The cyber attack that hit Sony Pictures two weeks ago was a sophisticated operation — so sophisticated, officials say, that the same attack could have made it through the defenses of almost any large organization, including the ones currently deployed by federal agencies.
The FBI has not yet disclosed any suspicions it might have about who was behind the targeted operation against Sony’s film division in which attackers planted destructive malware and stole vast amounts of proprietary information. Considerable media speculation has centered on North Korea, and while the FBI’s top cyber official declined to validate those suspicions on Wednesday, he strongly suggested that the perpetrator was a likely a nation-state.
“The level of sophistication is extremely high, and it was organized and persistent,” said Joseph Demarest, the assistant director in charge of the FBI’s cyber division. “It’s a concern, because in speaking with Sony and their managed cybersecurity provider, the malware that was used would have probably gotten past about 90 percent of the defenses that are out there today both in industry and in government.”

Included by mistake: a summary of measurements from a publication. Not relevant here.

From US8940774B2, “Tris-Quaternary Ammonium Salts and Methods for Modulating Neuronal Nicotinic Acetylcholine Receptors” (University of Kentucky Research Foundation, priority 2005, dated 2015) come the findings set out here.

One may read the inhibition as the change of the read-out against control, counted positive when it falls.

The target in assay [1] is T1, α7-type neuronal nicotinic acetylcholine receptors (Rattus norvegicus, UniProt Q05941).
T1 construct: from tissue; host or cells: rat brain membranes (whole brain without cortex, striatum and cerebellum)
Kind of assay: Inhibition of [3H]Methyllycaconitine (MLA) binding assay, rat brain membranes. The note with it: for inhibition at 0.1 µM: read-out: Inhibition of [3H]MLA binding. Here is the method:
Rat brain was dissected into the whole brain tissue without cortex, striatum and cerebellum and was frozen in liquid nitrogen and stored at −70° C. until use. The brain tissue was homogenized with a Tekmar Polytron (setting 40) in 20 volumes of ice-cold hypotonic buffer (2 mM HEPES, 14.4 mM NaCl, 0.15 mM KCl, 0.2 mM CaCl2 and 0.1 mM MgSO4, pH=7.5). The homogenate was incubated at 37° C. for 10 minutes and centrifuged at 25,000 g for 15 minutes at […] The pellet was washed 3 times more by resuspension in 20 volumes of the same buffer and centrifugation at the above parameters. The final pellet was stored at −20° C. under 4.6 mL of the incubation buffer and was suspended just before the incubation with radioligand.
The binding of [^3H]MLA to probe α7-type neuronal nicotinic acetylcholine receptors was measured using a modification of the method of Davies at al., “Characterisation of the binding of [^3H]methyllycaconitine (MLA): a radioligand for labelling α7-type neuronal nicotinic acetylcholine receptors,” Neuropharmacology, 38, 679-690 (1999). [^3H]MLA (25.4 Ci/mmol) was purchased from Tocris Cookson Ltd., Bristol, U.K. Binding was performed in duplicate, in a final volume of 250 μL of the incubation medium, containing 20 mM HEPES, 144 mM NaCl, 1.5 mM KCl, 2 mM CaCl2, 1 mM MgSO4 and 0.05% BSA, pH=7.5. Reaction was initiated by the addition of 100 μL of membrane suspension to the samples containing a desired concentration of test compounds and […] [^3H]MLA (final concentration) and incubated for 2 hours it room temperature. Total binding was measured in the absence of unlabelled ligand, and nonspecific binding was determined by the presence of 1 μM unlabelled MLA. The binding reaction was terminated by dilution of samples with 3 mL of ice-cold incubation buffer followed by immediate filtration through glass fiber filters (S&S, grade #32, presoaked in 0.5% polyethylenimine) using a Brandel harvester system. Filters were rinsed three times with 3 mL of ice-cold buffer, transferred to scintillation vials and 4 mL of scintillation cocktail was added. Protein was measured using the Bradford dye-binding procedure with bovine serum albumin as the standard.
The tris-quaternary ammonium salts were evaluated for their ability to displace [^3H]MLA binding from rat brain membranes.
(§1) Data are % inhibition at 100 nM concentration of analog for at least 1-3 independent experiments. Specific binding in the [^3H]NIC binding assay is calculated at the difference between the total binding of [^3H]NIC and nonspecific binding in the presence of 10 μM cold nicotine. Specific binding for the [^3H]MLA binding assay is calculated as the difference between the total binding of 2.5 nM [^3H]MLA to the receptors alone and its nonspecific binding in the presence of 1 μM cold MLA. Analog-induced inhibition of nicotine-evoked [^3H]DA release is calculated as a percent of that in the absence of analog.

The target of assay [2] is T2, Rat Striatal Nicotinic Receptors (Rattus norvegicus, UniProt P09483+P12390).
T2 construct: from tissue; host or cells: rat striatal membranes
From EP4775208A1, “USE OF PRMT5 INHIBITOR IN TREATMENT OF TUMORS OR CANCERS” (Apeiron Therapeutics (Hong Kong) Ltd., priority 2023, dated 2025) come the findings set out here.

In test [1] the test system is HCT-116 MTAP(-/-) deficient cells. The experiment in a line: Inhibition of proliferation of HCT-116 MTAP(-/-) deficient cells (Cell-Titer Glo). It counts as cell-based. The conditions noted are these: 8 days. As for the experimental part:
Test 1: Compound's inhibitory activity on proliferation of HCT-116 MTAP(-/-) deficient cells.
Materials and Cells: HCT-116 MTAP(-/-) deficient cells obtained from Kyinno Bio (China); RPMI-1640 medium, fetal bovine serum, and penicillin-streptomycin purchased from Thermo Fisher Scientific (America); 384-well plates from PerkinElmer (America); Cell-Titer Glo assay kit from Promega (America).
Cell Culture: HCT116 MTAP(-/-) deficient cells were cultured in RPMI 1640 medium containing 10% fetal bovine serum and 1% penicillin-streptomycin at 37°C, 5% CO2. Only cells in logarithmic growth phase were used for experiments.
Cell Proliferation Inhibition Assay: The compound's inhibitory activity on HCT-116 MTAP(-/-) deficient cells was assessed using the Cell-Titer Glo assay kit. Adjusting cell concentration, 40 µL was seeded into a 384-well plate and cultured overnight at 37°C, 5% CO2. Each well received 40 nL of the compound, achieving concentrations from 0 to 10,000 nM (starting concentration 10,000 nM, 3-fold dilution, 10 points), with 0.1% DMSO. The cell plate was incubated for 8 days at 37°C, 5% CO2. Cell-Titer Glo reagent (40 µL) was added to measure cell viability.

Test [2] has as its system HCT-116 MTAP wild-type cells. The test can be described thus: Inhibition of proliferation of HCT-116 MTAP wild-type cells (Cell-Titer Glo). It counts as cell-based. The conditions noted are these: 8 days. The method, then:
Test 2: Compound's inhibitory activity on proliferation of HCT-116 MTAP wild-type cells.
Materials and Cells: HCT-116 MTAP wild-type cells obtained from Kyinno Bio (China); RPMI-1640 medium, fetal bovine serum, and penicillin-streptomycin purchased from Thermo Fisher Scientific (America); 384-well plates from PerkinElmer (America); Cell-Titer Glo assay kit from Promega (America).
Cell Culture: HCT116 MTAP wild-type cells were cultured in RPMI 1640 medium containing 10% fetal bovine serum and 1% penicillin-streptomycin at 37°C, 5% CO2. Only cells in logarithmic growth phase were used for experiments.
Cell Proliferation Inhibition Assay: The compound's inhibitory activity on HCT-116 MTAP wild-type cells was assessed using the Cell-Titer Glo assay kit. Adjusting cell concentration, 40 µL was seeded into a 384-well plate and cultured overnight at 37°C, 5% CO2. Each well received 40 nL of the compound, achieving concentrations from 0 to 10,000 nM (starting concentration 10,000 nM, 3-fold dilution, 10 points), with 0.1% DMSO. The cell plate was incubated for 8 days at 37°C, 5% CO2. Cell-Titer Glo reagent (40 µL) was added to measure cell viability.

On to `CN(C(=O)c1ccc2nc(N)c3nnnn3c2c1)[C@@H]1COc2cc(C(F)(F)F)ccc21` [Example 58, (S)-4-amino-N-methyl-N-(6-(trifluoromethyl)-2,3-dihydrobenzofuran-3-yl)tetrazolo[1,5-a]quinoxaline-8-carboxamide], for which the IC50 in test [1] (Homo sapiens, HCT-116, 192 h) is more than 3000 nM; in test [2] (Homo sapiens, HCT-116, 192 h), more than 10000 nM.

Given the sensitivity of the ongoing investigation, Demarest didn’t discuss the technical characteristics that made the Sony attack special.
But even if no one was able to prevent the attack, he and other federal law enforcement officials say its severity has made for a nearly unprecedented level of cooperation between the government and a corporate hacking victim.
“It’s been a model of cooperation in how it’s unfolded so far,” he said. “The event occurred, and within hours we had teams from the FBI and the interagency working with Sony and their cybersecurity provider.”
At a hearing of the Senate banking committee Wednesday, witnesses from the FBI, the Homeland Security Department, the Treasury Department and the Secret Service unanimously agreed that companies’ willingness to share information with the government and to cooperate in investigations has increased significantly from a few years ago, and that firms are beginning to get over the idea that disclosing attacks would only serve to lower their share prices and damage their reputations.
“We’ve seen a large change within industry when it comes to their willingness to become more forthcoming with the government,” said Brian Peretti, the director for critical infrastructure protection and compliance policy at Treasury. “They understand that the key to this is to share information not just with the government, but with other parties. This really started with the denial of service attacks back in 2012. Financial firms saw they were being attacked, and for the first time, instead of keeping it to themselves, they actively started to share it with each other.”
For the agencies that operate in the cyber realm, that evolution is an extremely positive development, both from the perspective of defending against future attacks and investigating those that have already happened.